Investigation Of Media Law Online


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Investigation Of Media Law Online

  1. 1. Investigation of Media Law Online:Libel Online<br />Bastian Steineck<br />JOUR3500-001 // Dr. Jin Yang<br />Final project<br />Fall of 2009<br />
  2. 2. Agenda<br /><ul><li> Bibliography (APA style)
  3. 3. Eight questions that relate to Libel on the Internet
  4. 4. Student interviews
  5. 5. Important legal case: Zeran v. AOL, 1997 </li></li></ul><li>Bibliography<br />Printed books<br /><ul><li> Collins, Dr. M. (2001). The law of defamation and the Internet. </li></ul> Oxford; New York: Oxford University Press, 3-92.<br /><ul><li>Ferrera, G. R. et al. (2001). Cyberlaw: Text and cases. </li></ul> Australia; Cincinnati, Ohio: West/Thomson Learning, 248-263.<br /><ul><li> Goldstein, N. (2002). Associated Press stylebook and briefing on media law: With Internet guide and glossary. Cambridge, Mass.: Perseus. Fully rev. and updated, 338-340.
  6. 6. Shariff, S. (2009). Confronting Cyber-bullying: What schools need to know to control misconduct and avoid legal consequences. New York: Cambridge University Press, 1-98.
  7. 7.  Solove, D. J. (2007). The future of reputation: Gossip, rumor, and privacy on</li></ul> the Internet. New Haven: Yale University Press. Electronic Resource. <br />
  8. 8. Bibliography<br />Online articles<br /><ul><li> Johnson, A. & Griggs, I. (March 29, 2009). Love‘s online spatsparksfirstTwitterlibelsuit. Retrieved*</li></ul>from<br /><ul><li>Laubscher, K. (November 20, 2009). Libellawsshouldapplytosocialnetworks. Retrieved* from</li></ul><br /><ul><li>Tsostsis, A. (May 15, 2009). Re-Tweet Legal: New Media. Retrieved* from</li></ul><br /><ul><li> Puppy poo girl (June 30, 2005). Retrieved* from </li></ul><br /><ul><li> Vance, E.. Libel online. Retrieved* from </li></ul><br />*All online articles retrieved December 5, 2009.<br /> <br /> <br />
  9. 9. Libel on the Internet<br />“Libel means injury to reputation. […] Words, pictures, cartoons, photo <br />captions and headlines can all give a rise to a claim for libel. ” [AP stylebook (2002), 339)]<br /><ul><li> How may the Internet’s special features influence “cyber libel”?
  10. 10. How does the “Norm Police” use libel for vigilantism?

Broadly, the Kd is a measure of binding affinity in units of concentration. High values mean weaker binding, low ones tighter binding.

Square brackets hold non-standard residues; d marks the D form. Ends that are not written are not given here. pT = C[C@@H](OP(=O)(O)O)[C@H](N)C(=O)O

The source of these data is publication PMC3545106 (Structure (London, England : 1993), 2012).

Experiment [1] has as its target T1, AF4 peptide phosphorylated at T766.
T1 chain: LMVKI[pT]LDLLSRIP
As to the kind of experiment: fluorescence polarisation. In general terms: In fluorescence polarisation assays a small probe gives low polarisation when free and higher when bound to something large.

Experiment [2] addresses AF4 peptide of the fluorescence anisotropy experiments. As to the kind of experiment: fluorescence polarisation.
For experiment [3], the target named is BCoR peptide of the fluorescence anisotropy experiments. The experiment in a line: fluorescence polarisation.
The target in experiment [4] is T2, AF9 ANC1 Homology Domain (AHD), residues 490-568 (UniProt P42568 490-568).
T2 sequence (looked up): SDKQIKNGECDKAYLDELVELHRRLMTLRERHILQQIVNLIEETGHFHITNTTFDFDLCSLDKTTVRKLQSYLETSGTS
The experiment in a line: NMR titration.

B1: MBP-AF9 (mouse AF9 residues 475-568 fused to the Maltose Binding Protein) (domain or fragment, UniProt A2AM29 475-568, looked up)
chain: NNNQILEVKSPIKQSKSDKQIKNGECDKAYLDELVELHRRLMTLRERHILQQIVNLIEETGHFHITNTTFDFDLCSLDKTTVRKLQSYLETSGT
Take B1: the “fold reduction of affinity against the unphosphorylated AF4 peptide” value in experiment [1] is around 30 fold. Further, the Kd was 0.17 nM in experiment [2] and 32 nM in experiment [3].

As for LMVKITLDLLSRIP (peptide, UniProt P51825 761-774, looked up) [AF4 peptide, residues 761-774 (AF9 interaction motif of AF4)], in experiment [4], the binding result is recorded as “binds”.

11. 11. What applies for linking and framing?
  12. 12. What happens if it is an unintentional publication?
  13. 13. Who are typical perpetrators and victims?
  14. 14. Who might be liable?
  15. 15. Does libel occur on Twitter?
  16. 16. How do blogs deal with libel? How is the legal situation?</li></li></ul><li>Five-word features of the Web<br /><ul><li> Geographical indeterminacy
  17. 17. Unique number of Internet intermediaries
  18. 18. Republication
  19. 19. Hyperlinks
  20. 20. Each access is a “new” publication</li></li></ul><li>The Internet “Norm Police”<br /><ul><li> “Dog-shit-girl”
  21. 21. A victim of “cyber-posse, tracking down norm violators” who didn’t deserve any privacy anymore
  22. 22. People harness the power of the Internet to enforce norms => vigilantism</li></li></ul><li>Linking and framing<br /><ul><li> Providing a link makes you a publisher</li></ul>BUT<br /><ul><li> Linking does not repeat or republish the defamation but guides towards the defamatory content
  23. 23. The original author will be liable in respect of all publications of that page</li></li></ul><li>Unintentional publications<br /><ul><li> Should the publication have been anticipated?
  24. 24. Interception of private e-mails
  25. 25. Interception of business e-mails
  26. 26. Hackers</li></li></ul><li>Perpetrators and victims<br /><ul><li> Ethnic background and religion
  27. 27. Outward appearance
  28. 28. “Victim cleverness”
  29. 29. Adolescent girls increasingly as active instigators</li></li></ul><li>Responsibilities<br /><ul><li> Primary liability: author/ editor/ publisher</li></ul>Vicarious liability at work<br /><ul><li> Second liability: printer, distributor, ISP</li></ul>Repeating/ republishing persons<br /><ul><li> Contribution</li></li></ul><li>Libel @ Twitter<br /><ul><li> Courtney Love vs. Dawn Simorangkir
  30. 30. “Nasty, lyin’, hosebag thief”
  31. 31. Re-Tweeting
  32. 32. Twitteris not responsible – unless</li></ul>theyplay an activeeditorialrole<br />
  33. 33. Libel @ Blogs<br /><ul><li> judged by the same standards as professionals
  34. 34. “I hate Kristen’s movie”</li></ul>Vs.<br /><ul><li> “I think it was Kristen who hacked into the school’s protected computer system”</li></li></ul><li>Student Interviews<br />Questions<br /><ul><li> Is the Internet more dangerous in terms of distributing libel than the “real world”?
  35. 35. How far should blogs be allowed to go?
  36. 36. Who should be responsible in the case of republication/ repeating?</li></li></ul><li>Student Interviews<br />Students<br /><ul><li>Thuyvi Vo (Business)
  37. 37. Neil Turner (Journalism)
  38. 38. Anna Coleman (English)
  39. 39. Ali Boone (Advertising)</li></li></ul><li>Student Interviews<br />Findings<br /><ul><li> “You put something out there and it goes everywhere.”
  40. 40. “Watch the Freedom of Speech!”
  41. 41. “As long as you put it up, there’s some degree of libel.”</li></li></ul><li>Kenneth M. Zeran vs. AOL, Inc. (1997) <br /><ul><li> “Naughty Oklahoma T-Shirts” => libeling post
  42. 42. Zeran sued AOL for defamation
  43. 43. as a distributor, AOL is liable for its distributed material
  44. 44. complain got dismissed by the Court of Virginia:</li></ul>“no provider or user of an interactive computer service shall be treated as a publisher or speaker of any information provided by another information content provider”<br />